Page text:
“A lot of the PokéStops I’ve seen are tucked away on running trails, or places that aren’t handicapped-accessible,” Feldman told me. “Because of that, I can’t really go to as many PokéStops. I can’t go find new Pokémon in different places so well. And because of that, none of my Pokémon are powerful enough to get any use out of the gyms. Everything is much much harder, but still doable. The hardest part is hatching eggs. For me, walking from my bed to my bathroom can be a challenge on some days. So the idea of walking 10 km to hatch an seems like a nearly unclimbable mountain.”


Niantic did not return requests for comment on this story.

On Reddit, mobility-impaired Pokémon fans have expressed concern over the game’s accessibility ever since it was announced. “If it’s going to involve traveling around,” one wheelchair-using commenter wrote six months ago, “that’s going to be a problem.” Aside from issues with exploration, even holding a phone and maneuvering a wheelchair requires some dexterous hand-switching.


Over the last few months, these Redditors have regularly posed the question of how to play to the Pokémon Go subreddit. Although slow-moving wheelchairs or cars allow players to go to PokéStops and battle outside gyms, physically handicapped players (especially in rural areas) have more difficulty wandering around outside and searching for the rare Pokémon needed to defeat gym leaders. Additionally, these gamers report that eggs are immeasurably more difficult to hatch on wheels. (On Reddit, a story about a mother walking 10 km to hatch an Electrobuzz egg for her disabled son went viral.)

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Steven Spohn, the Chief Operations Officer of the AbleGamers Foundation, which advocates for gamers with disabilities, said that Pokémon Go has left many handicapped gamers feeling more left out than ever. Wheelchair-bound fans of the franchise, or gamers more generally, enjoy games like Pokémon that have large communities with which to socialize. Pokémon Go capitalizes on the franchise’s social features, but at the expense of accessibility. “It’s a pretty unfortunate scenario for people with disabilities,” Spohn told me. “Even if Nintendo could implement every accessibility option I could dream of for handicapped gamers, they would still miss out on the social aspect of it.”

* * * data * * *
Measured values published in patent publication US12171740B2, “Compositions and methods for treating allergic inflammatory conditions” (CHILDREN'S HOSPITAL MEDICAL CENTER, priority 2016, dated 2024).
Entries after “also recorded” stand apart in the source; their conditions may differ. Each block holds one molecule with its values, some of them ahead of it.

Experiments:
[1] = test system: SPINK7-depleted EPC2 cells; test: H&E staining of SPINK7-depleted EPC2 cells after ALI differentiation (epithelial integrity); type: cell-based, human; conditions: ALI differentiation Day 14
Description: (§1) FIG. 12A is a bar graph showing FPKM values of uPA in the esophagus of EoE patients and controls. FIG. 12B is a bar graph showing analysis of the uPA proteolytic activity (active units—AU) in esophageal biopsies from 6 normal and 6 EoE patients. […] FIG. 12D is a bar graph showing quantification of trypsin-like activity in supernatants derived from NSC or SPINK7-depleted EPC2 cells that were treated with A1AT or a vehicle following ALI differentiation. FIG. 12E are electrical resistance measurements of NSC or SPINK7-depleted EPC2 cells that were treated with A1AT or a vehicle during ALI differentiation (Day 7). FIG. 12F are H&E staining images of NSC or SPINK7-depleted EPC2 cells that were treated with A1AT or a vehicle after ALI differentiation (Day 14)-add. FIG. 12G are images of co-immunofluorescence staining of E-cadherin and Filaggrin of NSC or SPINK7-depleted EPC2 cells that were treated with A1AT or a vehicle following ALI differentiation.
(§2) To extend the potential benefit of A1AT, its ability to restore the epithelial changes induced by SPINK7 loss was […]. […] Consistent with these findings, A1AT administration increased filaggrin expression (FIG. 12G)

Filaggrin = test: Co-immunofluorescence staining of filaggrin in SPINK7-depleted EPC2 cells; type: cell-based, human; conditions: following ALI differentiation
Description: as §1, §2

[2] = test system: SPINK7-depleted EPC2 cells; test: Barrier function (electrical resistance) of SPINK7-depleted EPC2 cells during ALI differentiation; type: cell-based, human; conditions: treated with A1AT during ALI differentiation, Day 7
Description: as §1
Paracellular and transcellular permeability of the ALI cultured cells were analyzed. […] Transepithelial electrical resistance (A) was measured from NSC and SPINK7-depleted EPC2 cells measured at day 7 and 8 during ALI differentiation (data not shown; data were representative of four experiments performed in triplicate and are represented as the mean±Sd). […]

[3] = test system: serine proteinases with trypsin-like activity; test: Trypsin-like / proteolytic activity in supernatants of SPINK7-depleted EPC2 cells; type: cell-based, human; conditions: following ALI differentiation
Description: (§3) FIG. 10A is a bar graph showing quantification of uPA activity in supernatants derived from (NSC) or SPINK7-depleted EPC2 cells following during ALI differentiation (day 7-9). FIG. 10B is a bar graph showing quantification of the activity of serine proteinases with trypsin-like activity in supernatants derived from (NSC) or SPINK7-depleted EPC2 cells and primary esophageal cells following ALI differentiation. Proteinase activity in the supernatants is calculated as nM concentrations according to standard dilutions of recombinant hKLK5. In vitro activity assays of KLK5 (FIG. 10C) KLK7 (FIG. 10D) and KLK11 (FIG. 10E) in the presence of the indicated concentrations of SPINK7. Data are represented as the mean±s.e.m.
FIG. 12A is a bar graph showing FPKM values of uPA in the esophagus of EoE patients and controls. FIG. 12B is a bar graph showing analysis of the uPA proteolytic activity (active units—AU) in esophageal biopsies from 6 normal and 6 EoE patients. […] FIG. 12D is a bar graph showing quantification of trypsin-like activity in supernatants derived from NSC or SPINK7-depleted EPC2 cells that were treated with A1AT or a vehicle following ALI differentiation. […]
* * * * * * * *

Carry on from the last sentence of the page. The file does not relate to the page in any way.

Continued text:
“It’s a shame,” Spohn added. “They’re just left out of another scenario.”

Pokémon Go’s release has proven to be a special, unique moment in history when millions of strangers—gamers and non-gamers alike—physically come together to enjoy a video game. For physically disabled folks, missing out on this moment exacerbates already-present feelings of alienation from society, according to sources interviewed.


In the last few years, numerous foundations have cropped up addressing the issue of accessibility in gaming. AbleGamers, Game Accessibility and Includification are just some of the organizations that are helping disabled gamers find the same pleasure in games that able-bodied gamers do. Pokémon Go presents a unique challenge to the disabled gamers’ movement. It is one of the most popular video games of all time and, simultaneously, one of the least accessible to gamers with impaired mobility.

When Mandy asked her roommates whether she could be included in their next Pokémon adventure, they eagerly obliged. “We had to change the way they played of course, which meant no hiking up steps and all that, but it worked out!” Mandy and her roommates mine PokéStops from their car, mostly stopping at lures to catch Pokémon. Glumly, Mandy added that her eggs are taking forever to hatch.

Senior reporter at Kotaku.